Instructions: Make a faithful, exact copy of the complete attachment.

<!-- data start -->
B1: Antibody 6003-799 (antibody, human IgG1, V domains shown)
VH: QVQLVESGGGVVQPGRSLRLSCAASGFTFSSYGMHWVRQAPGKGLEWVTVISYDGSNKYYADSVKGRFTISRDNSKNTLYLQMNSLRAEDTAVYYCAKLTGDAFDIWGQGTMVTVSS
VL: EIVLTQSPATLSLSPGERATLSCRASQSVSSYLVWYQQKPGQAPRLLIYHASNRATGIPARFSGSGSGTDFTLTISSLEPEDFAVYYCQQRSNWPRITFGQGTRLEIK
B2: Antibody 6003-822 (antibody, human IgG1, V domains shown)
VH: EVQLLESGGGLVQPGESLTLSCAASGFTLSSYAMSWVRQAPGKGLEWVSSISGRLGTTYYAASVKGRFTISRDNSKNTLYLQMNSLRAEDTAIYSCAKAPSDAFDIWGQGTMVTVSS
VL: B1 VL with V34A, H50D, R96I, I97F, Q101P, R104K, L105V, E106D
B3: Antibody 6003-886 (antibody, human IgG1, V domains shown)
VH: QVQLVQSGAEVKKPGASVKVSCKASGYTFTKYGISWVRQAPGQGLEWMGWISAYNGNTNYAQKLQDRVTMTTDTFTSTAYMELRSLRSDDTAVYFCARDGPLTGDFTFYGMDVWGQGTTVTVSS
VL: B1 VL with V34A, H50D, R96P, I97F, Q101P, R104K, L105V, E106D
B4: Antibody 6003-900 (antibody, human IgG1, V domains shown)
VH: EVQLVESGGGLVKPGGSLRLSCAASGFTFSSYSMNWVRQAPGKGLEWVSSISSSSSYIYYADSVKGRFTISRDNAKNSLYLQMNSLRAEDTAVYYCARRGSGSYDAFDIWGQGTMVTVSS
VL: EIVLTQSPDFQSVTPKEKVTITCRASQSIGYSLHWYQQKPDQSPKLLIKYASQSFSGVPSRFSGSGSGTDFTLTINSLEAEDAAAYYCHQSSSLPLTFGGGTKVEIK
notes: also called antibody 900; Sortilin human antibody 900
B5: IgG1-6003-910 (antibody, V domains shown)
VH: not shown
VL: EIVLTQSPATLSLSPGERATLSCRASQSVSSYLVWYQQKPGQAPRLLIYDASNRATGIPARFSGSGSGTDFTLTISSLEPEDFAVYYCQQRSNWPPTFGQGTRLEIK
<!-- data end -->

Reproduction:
B1: Antibody 6003-799 (antibody, human IgG1, V domains shown)
VH: QVQLVESGGGVVQPGRSLRLSCAASGFTFSSYGMHWVRQAPGKGLEWVTVISYDGSNKYYADSVKGRFTISRDNSKNTLYLQMNSLRAEDTAVYYCAKLTGDAFDIWGQGTMVTVSS
VL: EIVLTQSPATLSLSPGERATLSCRASQSVSSYLVWYQQKPGQAPRLLIYHASNRATGIPARFSGSGSGTDFTLTISSLEPEDFAVYYCQQRSNWPRITFGQGTRLEIK
B2: Antibody 6003-822 (antibody, human IgG1, V domains shown)
VH: EVQLLESGGGLVQPGESLTLSCAASGFTLSSYAMSWVRQAPGKGLEWVSSISGRLGTTYYAASVKGRFTISRDNSKNTLYLQMNSLRAEDTAIYSCAKAPSDAFDIWGQGTMVTVSS
VL: B1 VL with V34A, H50D, R96I, I97F, Q101P, R104K, L105V, E106D
B3: Antibody 6003-886 (antibody, human IgG1, V domains shown)
VH: QVQLVQSGAEVKKPGASVKVSCKASGYTFTKYGISWVRQAPGQGLEWMGWISAYNGNTNYAQKLQDRVTMTTDTFTSTAYMELRSLRSDDTAVYFCARDGPLTGDFTFYGMDVWGQGTTVTVSS
VL: B1 VL with V34A, H50D, R96P, I97F, Q101P, R104K, L105V, E106D
B4: Antibody 6003-900 (antibody, human IgG1, V domains shown)
VH: EVQLVESGGGLVKPGGSLRLSCAASGFTFSSYSMNWVRQAPGKGLEWVSSISSSSSYIYYADSVKGRFTISRDNAKNSLYLQMNSLRAEDTAVYYCARRGSGSYDAFDIWGQGTMVTVSS
VL: EIVLTQSPDFQSVTPKEKVTITCRASQSIGYSLHWYQQKPDQSPKLLIKYASQSFSGVPSRFSGSGSGTDFTLTINSLEAEDAAAYYCHQSSSLPLTFGGGTKVEIK
notes: also called antibody 900; Sortilin human antibody 900
B5: IgG1-6003-910 (antibody, V domains shown)
VH: not shown
VL: EIVLTQSPATLSLSPGERATLSCRASQSVSSYLVWYQQKPGQAPRLLIYDASNRATGIPARFSGSGSGTDFTLTISSLEPEDFAVYYCQQRSNWPPTFGQGTRLEIK